Therapists are mandated reporters for child abuse and neglect so be aware that if your child makes an outcry, the therapist will be obligated to follow his or her procedures and may call the local child welfare office. This is also something that you can talk about with the therapist so you have a clear understanding of what to expect throughout your child’s mental health treatment.

The Therapist Will Likely Give You Parenting Advice

An excellent therapist won’t share everything kids talk about in therapy, in order to respect the boundaries of the patient/provider relationship. However, if they uncover a problem in the way you are parenting your child, they will share parenting advice with you. They may also suggest parenting tactics that are best suited for your child's challenges. Try not to think of their advice as an intrusion or a reprimand. Instead, think of this as a part of the mental health services the counselor is providing. In fact, this is usually the reason why a parent will bring a child to therapy. There is something going on that the parent is unsure how to best help their child with, so it makes sense to get ideas and feedback from the therapist. It would be kind of odd to never discuss your child's progress with your therapist.

There is a big difference in a progress update and the therapist breaking the confidence she holds with your child. Also, take all the opportunities to tell the therapist what you are seeing at home. It is not uncommon for a child to come into therapy and say everything is "fine" when in reality, there are big stressors going on at home or school. The therapist can really help and give you ideas and feedback on things you can do to best support your child’s mental health.

There may be times that the therapist may want to pull you in for a session of family therapy. For younger children, it’s more likely that the whole family may be involved at one point or another. However, regardless of your child’s age, the therapist may ask for you to participate in sessions in order to facilitate conversation with your child. Maybe there is something that your child wants to tell you but does not know how to, or maybe you and your child—especially if they are a teenager—are having trouble communicating. The therapist can help you both learn different ways to talk to each other, and even facilitate exercises and role plays to help you both learn new skills.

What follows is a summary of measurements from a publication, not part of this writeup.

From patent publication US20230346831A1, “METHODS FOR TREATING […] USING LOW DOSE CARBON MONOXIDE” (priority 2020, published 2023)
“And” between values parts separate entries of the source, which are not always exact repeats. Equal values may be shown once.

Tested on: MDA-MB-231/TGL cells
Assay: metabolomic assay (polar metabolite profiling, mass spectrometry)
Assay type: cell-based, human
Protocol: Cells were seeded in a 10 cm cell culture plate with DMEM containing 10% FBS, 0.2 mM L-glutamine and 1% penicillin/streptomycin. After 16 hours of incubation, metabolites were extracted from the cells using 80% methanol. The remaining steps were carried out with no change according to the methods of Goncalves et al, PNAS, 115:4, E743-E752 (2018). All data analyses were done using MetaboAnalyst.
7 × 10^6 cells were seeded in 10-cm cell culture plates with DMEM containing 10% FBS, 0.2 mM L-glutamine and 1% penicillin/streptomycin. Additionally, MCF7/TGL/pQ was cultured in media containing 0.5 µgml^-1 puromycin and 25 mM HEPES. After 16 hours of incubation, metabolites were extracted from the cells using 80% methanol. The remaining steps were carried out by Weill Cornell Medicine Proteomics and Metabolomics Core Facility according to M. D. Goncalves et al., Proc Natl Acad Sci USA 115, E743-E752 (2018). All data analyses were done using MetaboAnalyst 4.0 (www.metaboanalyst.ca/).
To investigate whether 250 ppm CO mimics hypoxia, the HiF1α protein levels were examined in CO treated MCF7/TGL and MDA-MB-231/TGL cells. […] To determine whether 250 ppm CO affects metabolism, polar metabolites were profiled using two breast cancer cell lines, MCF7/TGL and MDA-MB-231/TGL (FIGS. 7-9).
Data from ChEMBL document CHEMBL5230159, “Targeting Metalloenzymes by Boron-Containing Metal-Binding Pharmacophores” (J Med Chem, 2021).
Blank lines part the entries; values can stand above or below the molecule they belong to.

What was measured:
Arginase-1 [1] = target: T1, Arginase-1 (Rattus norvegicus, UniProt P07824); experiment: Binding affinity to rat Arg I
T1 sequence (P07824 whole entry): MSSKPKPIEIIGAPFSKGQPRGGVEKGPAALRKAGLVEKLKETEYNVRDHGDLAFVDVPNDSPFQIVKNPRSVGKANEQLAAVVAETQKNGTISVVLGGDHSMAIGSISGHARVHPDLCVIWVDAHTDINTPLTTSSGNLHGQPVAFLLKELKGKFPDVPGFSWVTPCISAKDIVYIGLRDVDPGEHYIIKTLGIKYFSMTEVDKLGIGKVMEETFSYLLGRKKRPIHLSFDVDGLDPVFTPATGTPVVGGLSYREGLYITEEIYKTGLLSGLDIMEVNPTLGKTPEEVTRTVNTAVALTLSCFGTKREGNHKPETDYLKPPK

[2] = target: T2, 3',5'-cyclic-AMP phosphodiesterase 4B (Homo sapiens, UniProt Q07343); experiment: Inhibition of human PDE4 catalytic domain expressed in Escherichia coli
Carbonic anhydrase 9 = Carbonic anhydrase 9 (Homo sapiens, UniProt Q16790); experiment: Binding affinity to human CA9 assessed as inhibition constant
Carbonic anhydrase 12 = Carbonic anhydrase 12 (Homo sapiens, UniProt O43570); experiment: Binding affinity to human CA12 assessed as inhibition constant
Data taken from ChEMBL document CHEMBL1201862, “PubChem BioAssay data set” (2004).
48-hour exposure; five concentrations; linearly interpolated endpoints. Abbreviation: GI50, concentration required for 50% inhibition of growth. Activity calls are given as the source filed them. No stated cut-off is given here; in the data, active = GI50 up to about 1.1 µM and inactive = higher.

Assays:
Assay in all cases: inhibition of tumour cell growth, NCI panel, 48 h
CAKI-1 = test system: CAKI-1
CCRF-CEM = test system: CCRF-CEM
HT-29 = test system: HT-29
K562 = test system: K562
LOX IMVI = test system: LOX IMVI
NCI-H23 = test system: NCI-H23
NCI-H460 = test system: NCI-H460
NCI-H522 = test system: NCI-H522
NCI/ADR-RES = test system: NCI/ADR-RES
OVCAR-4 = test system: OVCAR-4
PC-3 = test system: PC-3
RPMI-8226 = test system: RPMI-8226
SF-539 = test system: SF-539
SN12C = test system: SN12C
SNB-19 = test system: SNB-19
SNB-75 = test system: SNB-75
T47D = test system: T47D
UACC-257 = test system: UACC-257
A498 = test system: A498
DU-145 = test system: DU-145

It is very important that you do not feel like the therapist is all-knowing or is a "better" parent than you. You know your child best and ultimately, you know what is best for your child. Your child’s therapist is a resource, not a replacement. It is just like when you take your child to the doctor. You may not do everything the doctor says, but you feel confident in their professional judgment and take what you need.

Getting Started With Kids Therapy

What parents needs to know before their child starts therapy.

Finding the right therapist for your child may take more than one try and required you to cycle through several child counseling services. Look for several different therapists to interview, and get recommendations from your primary care doctor, family, and friends. Search specifically for professionals who provide counseling for kids. Then, talk to each counselor on your list before you decide which one to choose. Ask them what types of therapy they use (like play therapy, art therapy, or behavioral therapy) and what ages they generally see. In addition, tell them the specific things about your child that are leading you to get started with counseling. If you decide the therapist is not a good fit or the therapy is not effective, talk to the therapist. If things do not improve, you can switch. There are many therapists providing mental health services, and you want to find one who feels like the right fit for you and your child.